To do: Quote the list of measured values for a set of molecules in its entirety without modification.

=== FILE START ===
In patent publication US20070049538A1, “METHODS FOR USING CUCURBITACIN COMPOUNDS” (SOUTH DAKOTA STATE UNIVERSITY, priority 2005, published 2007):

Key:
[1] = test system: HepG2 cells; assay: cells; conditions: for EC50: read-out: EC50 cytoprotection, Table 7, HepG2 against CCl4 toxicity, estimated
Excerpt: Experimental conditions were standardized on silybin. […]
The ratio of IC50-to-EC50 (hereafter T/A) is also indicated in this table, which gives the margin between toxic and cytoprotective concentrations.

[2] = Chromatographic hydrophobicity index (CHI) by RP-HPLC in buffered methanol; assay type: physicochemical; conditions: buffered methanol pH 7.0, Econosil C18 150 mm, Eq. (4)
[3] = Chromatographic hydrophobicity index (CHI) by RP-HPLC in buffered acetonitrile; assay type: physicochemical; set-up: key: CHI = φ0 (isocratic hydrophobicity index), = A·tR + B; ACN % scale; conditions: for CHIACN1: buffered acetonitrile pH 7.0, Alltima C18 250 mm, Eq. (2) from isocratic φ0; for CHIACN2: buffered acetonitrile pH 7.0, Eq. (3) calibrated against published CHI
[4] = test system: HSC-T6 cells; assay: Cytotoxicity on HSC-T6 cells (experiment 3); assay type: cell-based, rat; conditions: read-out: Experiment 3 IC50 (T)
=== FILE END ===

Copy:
In patent publication US20070049538A1, “METHODS FOR USING CUCURBITACIN COMPOUNDS” (SOUTH DAKOTA STATE UNIVERSITY, priority 2005, published 2007):

Key:
[1] = test system: HepG2 cells; assay: cells; conditions: for EC50: read-out: EC50 cytoprotection, Table 7, HepG2 against CCl4 toxicity, estimated
Excerpt: Experimental conditions were standardized on silybin. […]
The ratio of IC50-to-EC50 (hereafter T/A) is also indicated in this table, which gives the margin between toxic and cytoprotective concentrations.

[2] = Chromatographic hydrophobicity index (CHI) by RP-HPLC in buffered methanol; assay type: physicochemical; conditions: buffered methanol pH 7.0, Econosil C18 150 mm, Eq. (4)
[3] = Chromatographic hydrophobicity index (CHI) by RP-HPLC in buffered acetonitrile; assay type: physicochemical; set-up: key: CHI = φ0 (isocratic hydrophobicity index), = A·tR + B; ACN % scale; conditions: for CHIACN1: buffered acetonitrile pH 7.0, Alltima C18 250 mm, Eq. (2) from isocratic φ0; for CHIACN2: buffered acetonitrile pH 7.0, Eq. (3) calibrated against published CHI
[4] = test system: HSC-T6 cells; assay: Cytotoxicity on HSC-T6 cells (experiment 3); assay type: cell-based, rat; conditions: read-out: Experiment 3 IC50 (T)